Participation Type

Paper

Presentation #1 Title

Preachers and the Foundling Hospital Chapel: "There but for the grace of God go I"

Presentation #1 Abstract

In 1856, James Augustus Hessey gave a sermon to the governors of the London Foundling Hospital; its contents hold surprising clues to the calculus that measured the respectability of petitioning unwed mothers. The homily revealed the questions asked of the woman and then asked his congregation to examine their conscience. This paper will explore the preaching practices of guest and in-house preachers at the London Foundling Hospital Chapel. Located in Bloomsbury near Brunswick Square, the Foundling Hospital Chapel offered insight to the children under the care of this esteemed London institution. Typically, the public mission of the institution aimed to preserve the lives of children born out of wedlock. Privately, it salvaged the reputations of domestic servants who for this one event fell into sin. The research will be based on unpublished and published sermons held at the London Metropolitan Archives.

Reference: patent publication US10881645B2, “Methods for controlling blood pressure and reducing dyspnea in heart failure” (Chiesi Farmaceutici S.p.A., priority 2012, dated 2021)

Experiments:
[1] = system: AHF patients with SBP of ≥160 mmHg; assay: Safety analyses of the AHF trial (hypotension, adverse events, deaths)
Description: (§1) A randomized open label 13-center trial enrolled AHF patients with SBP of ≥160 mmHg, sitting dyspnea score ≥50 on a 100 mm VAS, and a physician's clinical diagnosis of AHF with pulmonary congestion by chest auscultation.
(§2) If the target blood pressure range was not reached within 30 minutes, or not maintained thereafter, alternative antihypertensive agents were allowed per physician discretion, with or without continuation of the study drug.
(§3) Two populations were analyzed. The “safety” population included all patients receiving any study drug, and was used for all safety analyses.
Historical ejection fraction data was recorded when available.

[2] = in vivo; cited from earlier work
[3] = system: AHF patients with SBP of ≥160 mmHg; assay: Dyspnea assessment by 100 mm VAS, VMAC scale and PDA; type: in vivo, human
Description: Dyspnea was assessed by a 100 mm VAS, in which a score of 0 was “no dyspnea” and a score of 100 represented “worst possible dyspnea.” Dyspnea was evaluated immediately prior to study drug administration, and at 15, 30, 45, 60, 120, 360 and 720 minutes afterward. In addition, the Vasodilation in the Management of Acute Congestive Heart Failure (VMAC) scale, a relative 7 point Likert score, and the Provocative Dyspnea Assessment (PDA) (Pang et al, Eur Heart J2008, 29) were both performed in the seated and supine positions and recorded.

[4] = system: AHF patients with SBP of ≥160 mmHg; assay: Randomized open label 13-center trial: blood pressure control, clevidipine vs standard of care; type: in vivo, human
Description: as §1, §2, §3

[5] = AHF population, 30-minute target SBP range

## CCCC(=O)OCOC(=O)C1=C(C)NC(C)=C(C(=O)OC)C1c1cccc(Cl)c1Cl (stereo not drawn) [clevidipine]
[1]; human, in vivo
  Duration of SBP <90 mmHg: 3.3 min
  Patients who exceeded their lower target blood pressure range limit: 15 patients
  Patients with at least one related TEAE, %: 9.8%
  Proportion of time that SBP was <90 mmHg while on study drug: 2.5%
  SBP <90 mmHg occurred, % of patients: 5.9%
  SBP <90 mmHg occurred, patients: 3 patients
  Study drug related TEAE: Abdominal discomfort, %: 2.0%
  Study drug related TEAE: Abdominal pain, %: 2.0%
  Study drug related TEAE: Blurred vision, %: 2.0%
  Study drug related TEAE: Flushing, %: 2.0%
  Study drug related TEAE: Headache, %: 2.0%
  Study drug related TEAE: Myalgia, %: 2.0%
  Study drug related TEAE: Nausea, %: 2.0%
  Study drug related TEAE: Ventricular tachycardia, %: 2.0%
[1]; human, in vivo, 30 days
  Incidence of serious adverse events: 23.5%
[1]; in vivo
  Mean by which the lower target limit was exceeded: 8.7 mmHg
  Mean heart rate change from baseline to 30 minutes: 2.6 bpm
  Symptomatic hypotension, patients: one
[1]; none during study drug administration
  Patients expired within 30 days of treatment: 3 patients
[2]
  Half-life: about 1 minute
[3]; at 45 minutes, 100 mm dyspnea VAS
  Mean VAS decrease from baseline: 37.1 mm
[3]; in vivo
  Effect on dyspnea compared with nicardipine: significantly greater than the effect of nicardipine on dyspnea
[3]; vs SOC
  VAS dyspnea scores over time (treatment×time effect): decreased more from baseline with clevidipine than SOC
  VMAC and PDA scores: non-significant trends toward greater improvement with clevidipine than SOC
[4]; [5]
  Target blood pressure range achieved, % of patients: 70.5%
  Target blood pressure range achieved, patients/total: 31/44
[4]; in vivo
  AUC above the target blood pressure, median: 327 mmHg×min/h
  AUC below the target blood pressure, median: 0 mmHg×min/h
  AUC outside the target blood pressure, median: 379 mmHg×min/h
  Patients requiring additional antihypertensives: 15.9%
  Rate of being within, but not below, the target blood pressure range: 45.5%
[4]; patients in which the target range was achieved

At-A-Glance Bios- Presenter #1

Jessica A. Sheetz-Nguyen is Professor of History at the University of Central Oklahoma

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Preachers and the Foundling Hospital Chapel: "There but for the grace of God go I"

Montréal, QC

In 1856, James Augustus Hessey gave a sermon to the governors of the London Foundling Hospital; its contents hold surprising clues to the calculus that measured the respectability of petitioning unwed mothers. The homily revealed the questions asked of the woman and then asked his congregation to examine their conscience. This paper will explore the preaching practices of guest and in-house preachers at the London Foundling Hospital Chapel. Located in Bloomsbury near Brunswick Square, the Foundling Hospital Chapel offered insight to the children under the care of this esteemed London institution. Typically, the public mission of the institution aimed to preserve the lives of children born out of wedlock. Privately, it salvaged the reputations of domestic servants who for this one event fell into sin. The research will be based on unpublished and published sermons held at the London Metropolitan Archives.